Swiss excursion...but only just
Trip Start Mar 29, 2006
232Trip End Feb 28, 2007
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Anne has bitten the bullet and was determined to find out the cause of her rise in blood pressure and palpitations which have not been so severe as they were in Carcasonnes but do give her cause for concern. We went to Gaienhofen today to find U's doctor. It was not too hard to find and she was lucky to get an appointment immediately and within the hour. I drove back to the house to get her a book to read and for our passports for we had planned to go on to Stein am Rhine which was across the border in Switzerland. Of course by the time I returned she had no need of the book. She was next in line. She gave her story to the doc who asked her to return next day for a blood test after a night of fasting.
Onwards to Stein am Rhine. Past small lakeside villages between which were fields and fields of vegetables, crops, fruit trees and vines. We were amazed how much was grown here. We had thought North Holland to be something a of a food bowl but these fields between the lake and the hills were overloaded with leaf and root vegetables. They seemed to be only small holdings tended by families and sold by the side of the road.
We were moving from one farming community to another. In Felines we were in the centre of the dry clays of an immense vineyard confronted by tractors at every turn. Limmen was surrounded by the polders sown with well watered crops and vegetables and tended by those self same tractors. Now, in Moos, the tractors are even more in evidence on the roads as they haul their vegetable produce and fruit to market or hop from field to field to do whatever tractors do. The climate here though is just right. Not dry as in France and not overly wet as in Holland.
The purpose of our drive to this very pretty town was to enquire at the railway station about rail trips to the Swiss mountains and the glaciers. So we bypassed the town itself glimpsing only the cobbled streets in the distance as we crossed over the Rhine to the railway station...the Swiss rail. We had to wait until the station master finished his elevens's upon which he gave us lots of info on the two glacier express rail journeys which could be started from that station and which we will present to L on her arrival next week for consideration.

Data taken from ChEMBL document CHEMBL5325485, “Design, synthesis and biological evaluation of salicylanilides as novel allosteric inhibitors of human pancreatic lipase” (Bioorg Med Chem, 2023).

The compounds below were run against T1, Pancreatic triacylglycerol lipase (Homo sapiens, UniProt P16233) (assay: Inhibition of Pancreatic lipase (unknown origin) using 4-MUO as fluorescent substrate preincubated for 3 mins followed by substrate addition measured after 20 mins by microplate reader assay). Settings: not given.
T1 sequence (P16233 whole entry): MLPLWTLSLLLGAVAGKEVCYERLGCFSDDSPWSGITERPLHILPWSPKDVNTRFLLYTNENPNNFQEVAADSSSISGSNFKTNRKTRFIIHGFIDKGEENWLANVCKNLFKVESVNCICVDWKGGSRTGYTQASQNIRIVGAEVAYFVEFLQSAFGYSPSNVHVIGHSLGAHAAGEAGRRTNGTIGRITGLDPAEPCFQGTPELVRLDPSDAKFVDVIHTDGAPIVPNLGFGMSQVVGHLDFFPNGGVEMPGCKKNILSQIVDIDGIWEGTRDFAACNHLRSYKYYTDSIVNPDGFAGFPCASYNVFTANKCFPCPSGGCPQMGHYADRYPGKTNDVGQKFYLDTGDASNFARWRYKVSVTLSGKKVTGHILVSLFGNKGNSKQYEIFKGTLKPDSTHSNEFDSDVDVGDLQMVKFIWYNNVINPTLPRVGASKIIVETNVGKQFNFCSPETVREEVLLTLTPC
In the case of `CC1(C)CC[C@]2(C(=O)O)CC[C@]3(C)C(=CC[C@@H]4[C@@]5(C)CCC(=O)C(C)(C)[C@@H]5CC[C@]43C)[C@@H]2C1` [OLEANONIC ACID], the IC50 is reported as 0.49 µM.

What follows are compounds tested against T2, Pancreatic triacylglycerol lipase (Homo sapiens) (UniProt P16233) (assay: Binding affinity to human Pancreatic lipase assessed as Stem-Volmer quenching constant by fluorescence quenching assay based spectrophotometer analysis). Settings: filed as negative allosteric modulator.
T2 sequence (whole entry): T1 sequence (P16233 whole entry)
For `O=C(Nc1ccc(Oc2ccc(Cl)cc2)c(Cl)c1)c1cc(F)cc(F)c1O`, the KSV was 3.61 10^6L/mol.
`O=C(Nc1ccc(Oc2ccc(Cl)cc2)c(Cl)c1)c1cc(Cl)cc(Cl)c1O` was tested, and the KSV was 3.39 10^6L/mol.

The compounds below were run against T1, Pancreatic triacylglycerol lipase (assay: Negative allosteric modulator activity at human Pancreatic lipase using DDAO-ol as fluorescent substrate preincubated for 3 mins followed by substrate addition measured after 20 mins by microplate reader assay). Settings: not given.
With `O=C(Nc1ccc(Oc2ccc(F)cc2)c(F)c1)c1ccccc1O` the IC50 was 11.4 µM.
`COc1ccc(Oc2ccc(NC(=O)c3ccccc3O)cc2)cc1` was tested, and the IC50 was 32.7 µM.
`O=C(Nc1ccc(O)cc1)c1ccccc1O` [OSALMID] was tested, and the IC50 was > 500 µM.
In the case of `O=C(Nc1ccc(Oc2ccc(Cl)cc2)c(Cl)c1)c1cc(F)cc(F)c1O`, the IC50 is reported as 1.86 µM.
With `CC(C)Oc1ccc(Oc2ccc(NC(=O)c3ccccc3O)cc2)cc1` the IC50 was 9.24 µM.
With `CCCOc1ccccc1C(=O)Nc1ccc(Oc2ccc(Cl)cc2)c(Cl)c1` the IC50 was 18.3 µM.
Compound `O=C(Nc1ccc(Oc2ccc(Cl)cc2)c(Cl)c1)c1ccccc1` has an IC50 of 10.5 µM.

The border between the two countries was hardly worth maintaining. Because Switzerland is not an EU member it retains the right to check and search but of course it does not. There were two 'Zolls' at each checkpoint at every road in and out of Switzerland and in this little enclave it verges on the ridiculous. Borders between EU countries have long gone even if the old infra structure still remained such as between Germany and France or Germany/Austria as we were to find out later.
Singen was the next stop on this circuit because Anne had been told that there was a great wool shop in that town. We parked in the street, put our money in the machine and walked in a direction that seemed to be towards the centre. It wasn't but we found somewhere to have lunch. Just a small cafeteria but I had a curried turkey, chips and hot veggies. It was a big meal. Anne had an equally large lunch of leg of chicken plus the above. That chicken was of Brobdingnagian proportions. After the meal the dinner lady gave us directions to the woollery and that was our next stop. Anne bought some expensive wool but was still unable to find any knitting patterns in English...but then why should there be any. [We were to discover that Germans, although being very capable when speaking English, albeit very basic at times, do not provide the travelling English speaker with any form of English translations on street signs, in shops, on documents, on menus or on motorways except in the very obvious tourist places like the airport. Even rail stations are not geared for the traveller. French also suffers from the same lack of signage. Some menus are available in English but on the whole it is very difficult for a traveller to fully understand the where's, what's and why's of his surroundings. I will not criticise the Irish signage ever again!]
We wandered around the town for about an hour, bought a few bits and pieces for the house, a Jackie Wilson CD for me and returned to the car. Singen was an unusual town in that it did not have a central square with cobbled streets from it but was very modern and laid out in a contemporary grid pattern.
We thus returned to Moos.
Today was the day we learned of Steve Irwin's death. Australia's Diana as one commentator put it on the very extensive coverage given on BBC and CNN.